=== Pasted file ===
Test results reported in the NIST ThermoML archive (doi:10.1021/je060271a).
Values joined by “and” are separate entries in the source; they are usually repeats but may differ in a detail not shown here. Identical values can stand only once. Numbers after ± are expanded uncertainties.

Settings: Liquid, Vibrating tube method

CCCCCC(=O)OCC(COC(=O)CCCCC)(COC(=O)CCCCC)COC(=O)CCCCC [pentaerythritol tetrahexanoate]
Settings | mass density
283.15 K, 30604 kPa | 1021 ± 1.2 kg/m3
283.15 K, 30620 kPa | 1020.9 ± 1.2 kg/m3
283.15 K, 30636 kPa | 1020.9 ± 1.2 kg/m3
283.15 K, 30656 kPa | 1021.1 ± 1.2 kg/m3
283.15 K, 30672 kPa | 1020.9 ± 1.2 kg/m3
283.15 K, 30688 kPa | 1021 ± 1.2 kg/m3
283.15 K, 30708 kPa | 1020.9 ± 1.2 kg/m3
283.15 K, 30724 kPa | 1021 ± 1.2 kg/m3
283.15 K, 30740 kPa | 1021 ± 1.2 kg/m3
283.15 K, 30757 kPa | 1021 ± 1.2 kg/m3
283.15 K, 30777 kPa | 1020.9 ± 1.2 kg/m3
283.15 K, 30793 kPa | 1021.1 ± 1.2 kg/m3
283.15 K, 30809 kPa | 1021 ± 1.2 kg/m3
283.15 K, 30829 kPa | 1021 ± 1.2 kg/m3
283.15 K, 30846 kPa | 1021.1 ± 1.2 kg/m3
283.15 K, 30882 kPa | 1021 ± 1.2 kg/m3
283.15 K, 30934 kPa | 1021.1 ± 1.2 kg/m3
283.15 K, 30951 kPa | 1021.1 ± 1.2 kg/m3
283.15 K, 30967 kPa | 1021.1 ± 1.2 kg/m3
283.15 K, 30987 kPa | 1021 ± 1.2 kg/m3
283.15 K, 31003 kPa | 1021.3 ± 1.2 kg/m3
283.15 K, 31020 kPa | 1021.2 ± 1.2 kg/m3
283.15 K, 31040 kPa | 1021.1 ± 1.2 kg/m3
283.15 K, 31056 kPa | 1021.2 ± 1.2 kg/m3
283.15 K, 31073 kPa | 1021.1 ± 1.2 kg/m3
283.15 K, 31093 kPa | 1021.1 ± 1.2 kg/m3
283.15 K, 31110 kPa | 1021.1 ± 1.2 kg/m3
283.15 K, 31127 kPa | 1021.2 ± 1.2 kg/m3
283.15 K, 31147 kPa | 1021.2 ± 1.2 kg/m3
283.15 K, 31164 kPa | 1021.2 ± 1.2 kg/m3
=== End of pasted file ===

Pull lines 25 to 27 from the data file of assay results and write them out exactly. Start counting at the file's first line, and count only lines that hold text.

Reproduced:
283.15 K, 30987 kPa | 1021 ± 1.2 kg/m3
283.15 K, 31003 kPa | 1021.3 ± 1.2 kg/m3
283.15 K, 31020 kPa | 1021.2 ± 1.2 kg/m3